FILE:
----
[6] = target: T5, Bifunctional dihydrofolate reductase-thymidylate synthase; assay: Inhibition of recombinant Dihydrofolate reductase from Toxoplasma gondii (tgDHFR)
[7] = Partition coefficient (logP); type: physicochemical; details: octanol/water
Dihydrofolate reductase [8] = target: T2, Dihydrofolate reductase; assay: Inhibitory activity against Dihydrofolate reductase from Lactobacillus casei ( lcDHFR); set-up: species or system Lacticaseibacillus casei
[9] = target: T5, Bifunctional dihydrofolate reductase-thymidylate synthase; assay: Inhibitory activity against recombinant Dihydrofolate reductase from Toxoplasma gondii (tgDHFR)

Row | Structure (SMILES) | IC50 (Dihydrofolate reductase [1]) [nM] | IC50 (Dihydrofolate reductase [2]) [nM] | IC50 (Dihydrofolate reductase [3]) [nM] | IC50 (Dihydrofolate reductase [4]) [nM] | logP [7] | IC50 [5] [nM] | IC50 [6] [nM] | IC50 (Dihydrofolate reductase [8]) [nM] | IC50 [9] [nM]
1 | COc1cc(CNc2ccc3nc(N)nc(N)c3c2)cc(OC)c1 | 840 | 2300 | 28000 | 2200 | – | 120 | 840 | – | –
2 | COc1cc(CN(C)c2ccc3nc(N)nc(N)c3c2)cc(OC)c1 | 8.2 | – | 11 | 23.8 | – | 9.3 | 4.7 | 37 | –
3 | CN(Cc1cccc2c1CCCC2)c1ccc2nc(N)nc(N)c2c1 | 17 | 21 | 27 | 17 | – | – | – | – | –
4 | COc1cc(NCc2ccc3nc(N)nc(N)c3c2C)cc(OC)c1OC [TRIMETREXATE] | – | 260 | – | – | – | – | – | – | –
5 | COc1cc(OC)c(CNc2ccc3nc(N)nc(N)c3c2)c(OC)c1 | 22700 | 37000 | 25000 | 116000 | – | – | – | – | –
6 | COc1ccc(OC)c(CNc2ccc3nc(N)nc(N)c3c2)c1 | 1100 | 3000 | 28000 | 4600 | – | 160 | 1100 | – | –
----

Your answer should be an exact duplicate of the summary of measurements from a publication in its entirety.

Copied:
[6] = target: T5, Bifunctional dihydrofolate reductase-thymidylate synthase; assay: Inhibition of recombinant Dihydrofolate reductase from Toxoplasma gondii (tgDHFR)
[7] = Partition coefficient (logP); type: physicochemical; details: octanol/water
Dihydrofolate reductase [8] = target: T2, Dihydrofolate reductase; assay: Inhibitory activity against Dihydrofolate reductase from Lactobacillus casei ( lcDHFR); set-up: species or system Lacticaseibacillus casei
[9] = target: T5, Bifunctional dihydrofolate reductase-thymidylate synthase; assay: Inhibitory activity against recombinant Dihydrofolate reductase from Toxoplasma gondii (tgDHFR)

Row | Structure (SMILES) | IC50 (Dihydrofolate reductase [1]) [nM] | IC50 (Dihydrofolate reductase [2]) [nM] | IC50 (Dihydrofolate reductase [3]) [nM] | IC50 (Dihydrofolate reductase [4]) [nM] | logP [7] | IC50 [5] [nM] | IC50 [6] [nM] | IC50 (Dihydrofolate reductase [8]) [nM] | IC50 [9] [nM]
1 | COc1cc(CNc2ccc3nc(N)nc(N)c3c2)cc(OC)c1 | 840 | 2300 | 28000 | 2200 | – | 120 | 840 | – | –
2 | COc1cc(CN(C)c2ccc3nc(N)nc(N)c3c2)cc(OC)c1 | 8.2 | – | 11 | 23.8 | – | 9.3 | 4.7 | 37 | –
3 | CN(Cc1cccc2c1CCCC2)c1ccc2nc(N)nc(N)c2c1 | 17 | 21 | 27 | 17 | – | – | – | – | –
4 | COc1cc(NCc2ccc3nc(N)nc(N)c3c2C)cc(OC)c1OC [TRIMETREXATE] | – | 260 | – | – | – | – | – | – | –
5 | COc1cc(OC)c(CNc2ccc3nc(N)nc(N)c3c2)c(OC)c1 | 22700 | 37000 | 25000 | 116000 | – | – | – | – | –
6 | COc1ccc(OC)c(CNc2ccc3nc(N)nc(N)c3c2)c1 | 1100 | 3000 | 28000 | 4600 | – | 160 | 1100 | – | –